Gestational DM if not controlled can lead to maternal and fetal complications. Some examples of Short-term effect include: Macrosomia, Shoulder dystocia, birth trauma, hypoglycemia in immediate postpartum period. Some Long-term effects include: impaired fetal development, obesity, cardio metabolic risk noted at childhood and adulthood. Pre-eclampsia and risk of developing DM later in life are some long-term effects of gestational DM to the mother.
Diabetes mellitus seems to be a preventable endocrine disorder especially type 2 diabetes. While it is advised on adequate weight maintenance through exercise and healthy dieting can improve in controlling and maintaining normal blood glucose. It is also recommended that daily blood glucose monitoring with glucometer and two-three monthly Laboratory Hemoglobin AIC monitoring be implemented.
Colleague 2
Types of Diabetes
Diabetes signifies a group of metabolic diseases and has many different types. According to the American Diabetic Association, about 1.5 million Americans are diagnosed with diabetes Most often we are commonly exposed to these main two types are type one and type two diabetes. Gestational diabetes is another type of diabetes that we can be exposed to. Huether & McCance, (2017) explains that there are two types of diabetes that occur at a specific time in life. Juvenile diabetes or type 1 diabetes occurs during childhood and Gestational diabetes occurs during pregnancy especially with women who have glucose intolerance during pregnancy
Type 1 Diabetes, also known as juvenile diabetes, occurs when beta cells of the pancreas are damaged, resulting in a complete stop of insulin production. The pancreas does not have sufficient insulin reserve through which blood could be regulated. This results in a high amount of glucose in the blood. Patients characterized with type 1 DM are prone to ketoacidosis, minimal to no insulin secretion, and are insulin-dependent
With type II diabetes, the body’s muscle and fat cells tend to have less sensitivity to insulin action or the production of insulin by the pancreas are not sufficient to meet the body’s demands, or the body becomes resistant to insulin, leading to decreased beta-cell mass and function (Rosenthal & Burchum, 2018). This type 2 diabetes is common amongst grown adults, and it is a very common metabolic disease that is killing many people around the world. Gestational diabetes is a type of diabetes that appears during pregnancy and then subsides rapidly after delivery. Gestational diabetes is managed in much the same manner as any other diabetic pregnancy. Successful management of diabetes during pregnancy demands that proper glucose levels be maintained in both the mother and fetus; failure to do so may be teratogenic or may otherwise harm the fetus, (Rosenthal & Burchum, 2018).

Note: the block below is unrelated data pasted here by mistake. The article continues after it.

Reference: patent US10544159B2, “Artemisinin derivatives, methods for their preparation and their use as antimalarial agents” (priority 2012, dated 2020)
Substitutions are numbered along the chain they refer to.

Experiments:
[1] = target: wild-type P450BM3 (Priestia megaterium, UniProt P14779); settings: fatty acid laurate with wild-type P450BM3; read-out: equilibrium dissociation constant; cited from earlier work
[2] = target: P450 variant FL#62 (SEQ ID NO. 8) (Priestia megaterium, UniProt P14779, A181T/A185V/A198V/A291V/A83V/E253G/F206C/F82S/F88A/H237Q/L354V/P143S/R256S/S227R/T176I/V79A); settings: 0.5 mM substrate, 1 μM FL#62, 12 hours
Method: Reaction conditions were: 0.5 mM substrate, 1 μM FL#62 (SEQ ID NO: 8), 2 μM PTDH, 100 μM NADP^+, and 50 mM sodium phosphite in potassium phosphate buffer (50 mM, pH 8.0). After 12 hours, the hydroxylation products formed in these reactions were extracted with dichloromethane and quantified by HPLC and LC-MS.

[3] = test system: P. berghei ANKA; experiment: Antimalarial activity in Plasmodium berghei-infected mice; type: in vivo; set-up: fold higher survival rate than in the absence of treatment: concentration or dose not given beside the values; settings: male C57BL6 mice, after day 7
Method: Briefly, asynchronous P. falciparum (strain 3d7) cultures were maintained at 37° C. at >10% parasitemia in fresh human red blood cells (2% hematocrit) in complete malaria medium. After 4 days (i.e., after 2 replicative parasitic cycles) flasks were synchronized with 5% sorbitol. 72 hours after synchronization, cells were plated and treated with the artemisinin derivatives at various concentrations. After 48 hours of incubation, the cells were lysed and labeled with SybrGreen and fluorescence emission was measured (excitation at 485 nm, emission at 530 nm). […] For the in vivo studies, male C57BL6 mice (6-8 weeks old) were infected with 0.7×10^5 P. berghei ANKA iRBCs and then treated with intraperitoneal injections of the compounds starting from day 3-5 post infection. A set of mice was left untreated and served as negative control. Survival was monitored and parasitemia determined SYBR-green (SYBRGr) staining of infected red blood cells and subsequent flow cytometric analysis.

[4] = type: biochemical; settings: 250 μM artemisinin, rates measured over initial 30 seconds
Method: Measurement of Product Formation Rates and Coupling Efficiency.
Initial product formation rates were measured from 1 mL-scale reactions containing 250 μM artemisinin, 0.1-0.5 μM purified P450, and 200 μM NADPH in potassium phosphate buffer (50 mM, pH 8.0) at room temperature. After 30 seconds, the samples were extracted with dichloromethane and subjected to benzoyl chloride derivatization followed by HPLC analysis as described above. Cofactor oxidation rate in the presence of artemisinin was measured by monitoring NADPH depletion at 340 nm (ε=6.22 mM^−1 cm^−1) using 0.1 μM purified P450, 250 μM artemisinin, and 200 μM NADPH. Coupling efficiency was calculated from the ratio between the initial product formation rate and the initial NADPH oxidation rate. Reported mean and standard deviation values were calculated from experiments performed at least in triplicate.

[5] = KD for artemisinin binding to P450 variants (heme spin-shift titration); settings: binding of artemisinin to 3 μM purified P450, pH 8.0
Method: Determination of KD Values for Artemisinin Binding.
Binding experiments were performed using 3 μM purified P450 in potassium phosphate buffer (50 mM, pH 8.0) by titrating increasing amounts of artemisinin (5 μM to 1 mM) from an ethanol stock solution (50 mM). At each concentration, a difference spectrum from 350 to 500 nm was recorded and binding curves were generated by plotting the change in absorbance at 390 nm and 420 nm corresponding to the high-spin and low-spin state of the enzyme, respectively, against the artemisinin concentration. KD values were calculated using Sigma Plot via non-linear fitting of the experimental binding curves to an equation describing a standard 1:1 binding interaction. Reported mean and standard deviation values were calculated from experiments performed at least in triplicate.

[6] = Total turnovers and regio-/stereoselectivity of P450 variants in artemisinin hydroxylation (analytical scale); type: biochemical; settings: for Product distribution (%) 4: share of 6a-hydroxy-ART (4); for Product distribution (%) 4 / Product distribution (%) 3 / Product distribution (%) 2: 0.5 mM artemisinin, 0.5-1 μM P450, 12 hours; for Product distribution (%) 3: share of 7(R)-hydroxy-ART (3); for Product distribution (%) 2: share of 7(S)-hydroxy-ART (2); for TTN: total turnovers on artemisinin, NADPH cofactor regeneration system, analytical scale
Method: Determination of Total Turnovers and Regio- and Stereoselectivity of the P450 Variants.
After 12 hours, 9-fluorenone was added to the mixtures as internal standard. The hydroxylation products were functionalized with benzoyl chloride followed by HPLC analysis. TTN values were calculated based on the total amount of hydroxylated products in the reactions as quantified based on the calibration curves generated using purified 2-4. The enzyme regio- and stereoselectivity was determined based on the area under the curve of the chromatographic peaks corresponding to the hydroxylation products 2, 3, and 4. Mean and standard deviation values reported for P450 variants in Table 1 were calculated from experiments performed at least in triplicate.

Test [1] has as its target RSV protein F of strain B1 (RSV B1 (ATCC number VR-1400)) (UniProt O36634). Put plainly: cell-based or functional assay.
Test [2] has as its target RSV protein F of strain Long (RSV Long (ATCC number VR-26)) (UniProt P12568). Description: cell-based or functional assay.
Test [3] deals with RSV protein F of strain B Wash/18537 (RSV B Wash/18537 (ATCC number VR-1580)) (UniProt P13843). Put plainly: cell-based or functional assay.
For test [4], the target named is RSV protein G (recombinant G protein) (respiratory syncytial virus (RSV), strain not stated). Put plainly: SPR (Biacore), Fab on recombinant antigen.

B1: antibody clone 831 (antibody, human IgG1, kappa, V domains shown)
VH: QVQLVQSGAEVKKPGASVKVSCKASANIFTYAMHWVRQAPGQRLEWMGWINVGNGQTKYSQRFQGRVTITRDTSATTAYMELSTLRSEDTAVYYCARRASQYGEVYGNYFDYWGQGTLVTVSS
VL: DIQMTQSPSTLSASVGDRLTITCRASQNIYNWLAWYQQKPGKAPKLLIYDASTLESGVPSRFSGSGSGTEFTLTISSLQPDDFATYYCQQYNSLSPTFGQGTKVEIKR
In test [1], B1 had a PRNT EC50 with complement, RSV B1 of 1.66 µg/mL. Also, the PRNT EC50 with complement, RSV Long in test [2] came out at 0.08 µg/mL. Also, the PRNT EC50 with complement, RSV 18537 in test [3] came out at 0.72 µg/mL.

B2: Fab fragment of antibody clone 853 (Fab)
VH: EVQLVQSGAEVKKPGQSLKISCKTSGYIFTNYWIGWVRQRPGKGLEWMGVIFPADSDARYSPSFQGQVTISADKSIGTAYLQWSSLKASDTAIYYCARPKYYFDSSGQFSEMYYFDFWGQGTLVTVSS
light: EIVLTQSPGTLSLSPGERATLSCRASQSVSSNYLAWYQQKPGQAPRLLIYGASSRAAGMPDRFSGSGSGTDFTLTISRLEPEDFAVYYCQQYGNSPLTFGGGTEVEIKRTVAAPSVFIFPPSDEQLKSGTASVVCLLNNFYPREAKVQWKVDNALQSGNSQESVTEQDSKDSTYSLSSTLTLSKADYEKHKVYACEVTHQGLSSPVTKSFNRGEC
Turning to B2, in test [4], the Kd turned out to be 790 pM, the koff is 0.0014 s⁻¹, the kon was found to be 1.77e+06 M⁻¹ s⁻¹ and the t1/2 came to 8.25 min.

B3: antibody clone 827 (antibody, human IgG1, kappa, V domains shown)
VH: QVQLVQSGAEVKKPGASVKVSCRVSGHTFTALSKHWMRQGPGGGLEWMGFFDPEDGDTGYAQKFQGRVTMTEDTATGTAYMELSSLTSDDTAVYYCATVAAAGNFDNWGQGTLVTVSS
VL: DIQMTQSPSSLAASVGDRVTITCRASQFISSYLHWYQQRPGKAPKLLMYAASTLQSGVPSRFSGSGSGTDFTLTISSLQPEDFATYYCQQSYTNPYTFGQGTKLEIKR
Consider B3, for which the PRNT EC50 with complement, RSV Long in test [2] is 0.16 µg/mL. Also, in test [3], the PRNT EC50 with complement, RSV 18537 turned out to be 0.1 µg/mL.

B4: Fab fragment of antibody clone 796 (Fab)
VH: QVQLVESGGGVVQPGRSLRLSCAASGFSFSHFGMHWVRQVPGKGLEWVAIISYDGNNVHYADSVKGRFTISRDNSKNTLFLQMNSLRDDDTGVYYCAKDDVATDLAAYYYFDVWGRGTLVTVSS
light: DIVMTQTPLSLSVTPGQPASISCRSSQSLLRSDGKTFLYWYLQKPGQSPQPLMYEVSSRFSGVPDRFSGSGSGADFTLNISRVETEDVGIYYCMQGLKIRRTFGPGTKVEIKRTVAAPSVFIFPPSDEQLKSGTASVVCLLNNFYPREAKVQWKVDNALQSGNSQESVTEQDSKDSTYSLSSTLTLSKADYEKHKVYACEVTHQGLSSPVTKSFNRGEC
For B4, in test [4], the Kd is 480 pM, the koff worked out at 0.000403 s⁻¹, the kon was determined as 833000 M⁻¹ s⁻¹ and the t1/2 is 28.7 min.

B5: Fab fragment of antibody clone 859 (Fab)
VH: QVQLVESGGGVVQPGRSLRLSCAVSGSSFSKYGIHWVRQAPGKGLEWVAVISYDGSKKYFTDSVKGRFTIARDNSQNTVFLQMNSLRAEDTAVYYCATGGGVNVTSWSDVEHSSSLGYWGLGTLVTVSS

Pharmacological Management of Type II Diabetes
With the rapid increase in the number of people having Type II diabetes worldwide, I will select this type 2 diabetes and provide one effective therapy for the management of this type of diabetes. The utilization of sulfonylureas is one of the most effective treatments for type 2 diabetes. This method fixes the imbalance in the metabolism of lipids, proteins, and carbohydrates by increasing the release of insulin from the pancreas. According to Rosenthal & Burchum, (2018), Sulfonylurea’s link to the beta-cell receptors, through which ATP depended on potassium channels are closed, and calcium channels are opened Moreover, the release of insulin is triggered through this rise in cytoplasmic calcium.
Hypoglycemia is the most significant side effect linked to the intake of sulfonylureas. Therefore, maintaining a healthy diet is extremely important, with food being consumed with its use. In young patients, alcohol abuse has also been linked with the occurrence of hypoglycemia (Rosenthal & Burchum, 2018). Patients should be educated on the effect of alcohol on the medication or considerably reduce their consumption of alcohol when taking this drug. Also, a regular healthy diet is necessary to maintain so that the effects of this drug could be maximized, and any serious side effects could be prevented. Renal function should be assessed as this medication is excreted by the kidneys
Short- and Long-Term Impact of Type II Diabetes on Patients
According to Rosenthal & Burchum, (2018), education is the main feature of diabetic therapy because there is a higher risk of developing microvascular and macro-vascular problems in diabetic patients. These include ophthalmic abnormalities, nephropathy, and heart disease. It is vital for patients with diabetes to be put on a healthy diet as well as encourage them to participate in regular exercise to help manage their blood glucose, especially those with type II diabetes. The kind of lifestyle of a patient influences the effectiveness of drug therapy. A patient’s blood glucose will not be correctly regulated if they continue to consume food containing high sugar or simple carbohydrates s rather than complex carbohydrate (American Diabetes Association, 2019). Moreover, patients should pay close attention to potential signs of hyperglycemia and hypoglycemia and immediately take proper intervention measures as directed by their physician.

A collaborative effort provided by the patient, healthcare providers, and the patient’s family members is an important tool for effectively managing diabetes. Lately, nutritionists are also increasingly involved in the management of diabetes. Regulation of diabetes should be done according to each patient so the quality of life of each patient is improved (American Diabetes Association, (2019).). Since there have been numerous research on diabetes without a proven cure, having a collaborative effort with our diabetic patients would greatly benefit them in managing their diabetes as well as improve their quality of life